There can be an intersection between the protests and the elections but electoral politics  wasn’t the point. People pressured us to register voters at the marches, to bring people to a point of engagement that they may not have been ready for. Protests are a referendum on the status quo; protesters don’t always show up because they are seeking an electoral outcome. Some were. Others were crying out because the status quo was not working for us. Just a few short months later, after everyone was “inspired” by this wave of activism and protests, the protests and the Black Lives Matter movement were blamed by centrist Democrats who lost Congressional seats in other states. 

A few months ago, Black Lives Matter was an accessory for white folks who wanted to prove that they weren’t racist. Some donated money to Black-led orgs, others bought books and showed them off on Instagram that they were “doing the work on themselves”. Now, we are to  blame for not doing enough and singled out as  the reason Democrats lost down-ballot races. It’s amazing how quickly white supremacy emerges from  performative allyship. 

With all of the challenges of 2020, the knee-jerk reaction was to blame us. There are so many narratives to explore. Trump got more votes in Wisconsin than he did in 2016 and 3% more white women voted for Trump this time around compared to last time. So why is the dominant narrative what BIPOC people didn’t do? It’s because we center the feelings and voices of white America. Yet again, white people get to escape accountability for allowing white supremacy to run rampant while our communities are blamed.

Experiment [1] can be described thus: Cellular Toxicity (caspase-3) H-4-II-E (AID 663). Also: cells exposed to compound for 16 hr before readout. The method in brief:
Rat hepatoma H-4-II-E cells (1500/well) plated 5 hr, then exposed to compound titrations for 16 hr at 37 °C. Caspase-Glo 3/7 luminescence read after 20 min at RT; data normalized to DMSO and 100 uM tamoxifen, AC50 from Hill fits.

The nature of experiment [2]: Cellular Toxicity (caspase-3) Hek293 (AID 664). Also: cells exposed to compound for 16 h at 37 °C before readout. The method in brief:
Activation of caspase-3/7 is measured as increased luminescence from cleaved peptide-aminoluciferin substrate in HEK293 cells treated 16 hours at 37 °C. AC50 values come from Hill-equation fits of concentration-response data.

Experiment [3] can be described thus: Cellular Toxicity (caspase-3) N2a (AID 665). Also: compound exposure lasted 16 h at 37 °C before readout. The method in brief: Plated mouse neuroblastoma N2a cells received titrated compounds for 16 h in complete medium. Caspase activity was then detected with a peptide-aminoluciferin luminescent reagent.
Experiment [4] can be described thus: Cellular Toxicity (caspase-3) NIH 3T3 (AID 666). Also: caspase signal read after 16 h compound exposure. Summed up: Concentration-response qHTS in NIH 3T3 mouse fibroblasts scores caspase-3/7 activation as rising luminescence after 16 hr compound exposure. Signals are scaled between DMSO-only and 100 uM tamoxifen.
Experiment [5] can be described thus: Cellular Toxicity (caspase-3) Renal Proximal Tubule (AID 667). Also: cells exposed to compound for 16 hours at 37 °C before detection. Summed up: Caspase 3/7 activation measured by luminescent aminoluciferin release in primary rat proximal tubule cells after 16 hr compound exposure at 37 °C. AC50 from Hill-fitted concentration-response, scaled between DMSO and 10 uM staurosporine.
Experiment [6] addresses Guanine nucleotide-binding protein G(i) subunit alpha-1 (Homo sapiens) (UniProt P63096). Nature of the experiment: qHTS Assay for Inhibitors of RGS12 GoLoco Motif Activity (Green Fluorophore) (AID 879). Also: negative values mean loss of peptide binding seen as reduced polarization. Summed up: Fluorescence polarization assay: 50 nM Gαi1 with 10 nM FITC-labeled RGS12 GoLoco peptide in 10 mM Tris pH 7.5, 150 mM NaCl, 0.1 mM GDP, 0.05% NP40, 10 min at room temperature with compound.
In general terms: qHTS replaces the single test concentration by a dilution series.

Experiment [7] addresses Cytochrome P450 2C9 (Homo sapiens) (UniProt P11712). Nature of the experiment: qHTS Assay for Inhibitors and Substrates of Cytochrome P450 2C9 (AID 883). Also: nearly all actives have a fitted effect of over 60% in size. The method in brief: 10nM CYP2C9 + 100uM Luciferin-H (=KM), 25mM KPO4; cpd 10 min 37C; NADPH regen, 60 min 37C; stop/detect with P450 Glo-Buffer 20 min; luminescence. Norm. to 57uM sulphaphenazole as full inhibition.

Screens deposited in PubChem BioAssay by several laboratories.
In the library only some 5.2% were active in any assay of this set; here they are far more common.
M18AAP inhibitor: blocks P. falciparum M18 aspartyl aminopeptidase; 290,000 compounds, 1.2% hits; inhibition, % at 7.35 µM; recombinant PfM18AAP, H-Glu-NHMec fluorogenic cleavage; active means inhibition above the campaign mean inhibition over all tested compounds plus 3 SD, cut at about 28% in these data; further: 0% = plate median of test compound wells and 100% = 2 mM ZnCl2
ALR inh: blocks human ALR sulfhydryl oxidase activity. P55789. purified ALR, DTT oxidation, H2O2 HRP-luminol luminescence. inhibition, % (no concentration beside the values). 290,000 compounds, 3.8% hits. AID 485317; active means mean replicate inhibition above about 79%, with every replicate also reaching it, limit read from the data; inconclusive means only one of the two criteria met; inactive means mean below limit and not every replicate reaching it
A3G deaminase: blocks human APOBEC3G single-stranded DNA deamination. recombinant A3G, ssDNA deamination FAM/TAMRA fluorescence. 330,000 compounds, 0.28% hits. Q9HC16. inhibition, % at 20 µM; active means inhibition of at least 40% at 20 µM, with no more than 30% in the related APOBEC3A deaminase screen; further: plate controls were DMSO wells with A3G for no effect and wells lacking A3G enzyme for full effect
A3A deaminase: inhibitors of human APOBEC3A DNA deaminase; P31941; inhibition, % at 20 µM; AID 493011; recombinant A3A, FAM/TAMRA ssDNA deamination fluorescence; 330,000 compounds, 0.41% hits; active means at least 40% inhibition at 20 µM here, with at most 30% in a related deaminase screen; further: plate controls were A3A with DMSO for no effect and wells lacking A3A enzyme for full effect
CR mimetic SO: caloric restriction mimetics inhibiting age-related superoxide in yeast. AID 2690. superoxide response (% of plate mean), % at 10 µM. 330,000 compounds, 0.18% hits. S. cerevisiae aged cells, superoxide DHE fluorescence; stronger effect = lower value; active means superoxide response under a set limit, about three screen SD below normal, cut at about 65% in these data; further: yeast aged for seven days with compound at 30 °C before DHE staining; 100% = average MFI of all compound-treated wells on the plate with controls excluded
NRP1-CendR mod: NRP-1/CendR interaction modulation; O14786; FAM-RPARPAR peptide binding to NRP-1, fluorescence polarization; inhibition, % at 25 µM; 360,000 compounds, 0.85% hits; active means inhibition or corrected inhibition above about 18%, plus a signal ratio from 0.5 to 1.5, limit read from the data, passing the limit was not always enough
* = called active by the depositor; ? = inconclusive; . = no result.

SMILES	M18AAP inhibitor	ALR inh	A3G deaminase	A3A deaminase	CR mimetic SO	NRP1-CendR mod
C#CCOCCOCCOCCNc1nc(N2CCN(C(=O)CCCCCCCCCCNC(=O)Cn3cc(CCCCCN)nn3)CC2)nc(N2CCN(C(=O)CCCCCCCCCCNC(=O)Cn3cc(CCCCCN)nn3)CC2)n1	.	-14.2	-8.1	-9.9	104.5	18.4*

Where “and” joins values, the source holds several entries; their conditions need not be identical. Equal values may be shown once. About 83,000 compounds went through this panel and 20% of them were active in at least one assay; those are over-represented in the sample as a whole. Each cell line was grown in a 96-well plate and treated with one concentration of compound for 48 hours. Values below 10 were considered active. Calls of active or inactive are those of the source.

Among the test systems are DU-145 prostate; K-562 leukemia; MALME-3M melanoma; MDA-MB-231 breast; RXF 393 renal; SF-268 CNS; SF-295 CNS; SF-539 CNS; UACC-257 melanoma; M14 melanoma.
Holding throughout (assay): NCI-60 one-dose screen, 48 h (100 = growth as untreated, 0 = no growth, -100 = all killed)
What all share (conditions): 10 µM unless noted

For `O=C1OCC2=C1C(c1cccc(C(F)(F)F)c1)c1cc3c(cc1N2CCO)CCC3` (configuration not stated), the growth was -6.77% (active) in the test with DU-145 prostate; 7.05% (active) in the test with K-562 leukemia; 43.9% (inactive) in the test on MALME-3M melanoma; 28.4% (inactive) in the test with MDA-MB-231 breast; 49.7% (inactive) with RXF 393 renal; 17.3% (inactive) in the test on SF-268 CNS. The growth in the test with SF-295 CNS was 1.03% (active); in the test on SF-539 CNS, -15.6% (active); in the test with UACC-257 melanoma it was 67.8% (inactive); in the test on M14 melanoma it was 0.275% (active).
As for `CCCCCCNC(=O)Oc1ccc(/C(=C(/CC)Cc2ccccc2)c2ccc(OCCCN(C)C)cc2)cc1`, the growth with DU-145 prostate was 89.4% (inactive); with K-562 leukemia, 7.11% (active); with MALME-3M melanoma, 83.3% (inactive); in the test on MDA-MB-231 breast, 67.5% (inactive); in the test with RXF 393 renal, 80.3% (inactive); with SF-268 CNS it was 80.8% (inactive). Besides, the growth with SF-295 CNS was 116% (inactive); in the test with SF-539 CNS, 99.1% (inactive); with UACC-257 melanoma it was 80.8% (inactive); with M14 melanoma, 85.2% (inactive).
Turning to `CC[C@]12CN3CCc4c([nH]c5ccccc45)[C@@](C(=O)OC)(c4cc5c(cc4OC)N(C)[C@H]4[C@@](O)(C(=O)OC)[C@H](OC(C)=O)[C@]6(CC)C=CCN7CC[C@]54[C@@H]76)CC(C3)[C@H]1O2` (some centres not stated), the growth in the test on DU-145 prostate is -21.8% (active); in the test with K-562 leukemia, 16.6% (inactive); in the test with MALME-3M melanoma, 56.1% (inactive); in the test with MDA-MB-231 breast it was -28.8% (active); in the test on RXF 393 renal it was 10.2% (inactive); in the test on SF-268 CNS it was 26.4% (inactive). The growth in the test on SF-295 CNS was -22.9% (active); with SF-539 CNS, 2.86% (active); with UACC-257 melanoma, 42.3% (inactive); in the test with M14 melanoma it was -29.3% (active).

Recently I saw a tweet that mentioned that Black people have to deal with voter suppression both before and now after we vote. Trump has demanded  a recount in Milwaukee and Dane County. Milwaukee is the most diverse county in the state, and after a tumultuous election year, we still have to defend our votes. Not only do we have to defend our votes and participation to the political consultant class, but we have to keep on fighting voter suppression by  the GOP after the election is over. BIPOC communities can’t win this year. We have taken beating after beating, and yet people want to question our involvement. 

Our community has endured so much. We showed up for democracy when it didn’t show up for us. We continue to show up against incredible odds. Everyone claims they want more civic participation, but what this year has shown is that, yet again, people want our communities’ votes and participation under certain conditions. This year has woken up a lot of us. Our communities are educated on the issues and on the political systems that have consistently  excluded us.

If BIPOC folks continue to be the scapegoats of democratic gatekeeping and performative allyship, then the future of democracy is grim. Instead of scapegoating the hardest hit communities who are the backbone of democracy, white folks need to be held accountable for allowing these systems to continue to exist. BIPOC voices aren’t here to exist in the manner in which you want them to. If we want to have increased civic participation, then we need to be prepared to have tough conversations and center the issues of our communities, no matter how hard it is to take responsibility.

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Angela Lang
Angela Lang

Angela Lang is the Founder and Executive Director of BLOC (Black Leaders Organizing for Communities) an organization dedicated to organizing and building political power in the African American Community. Prior to that she served in senior organizing roles for SEIU and For our Future.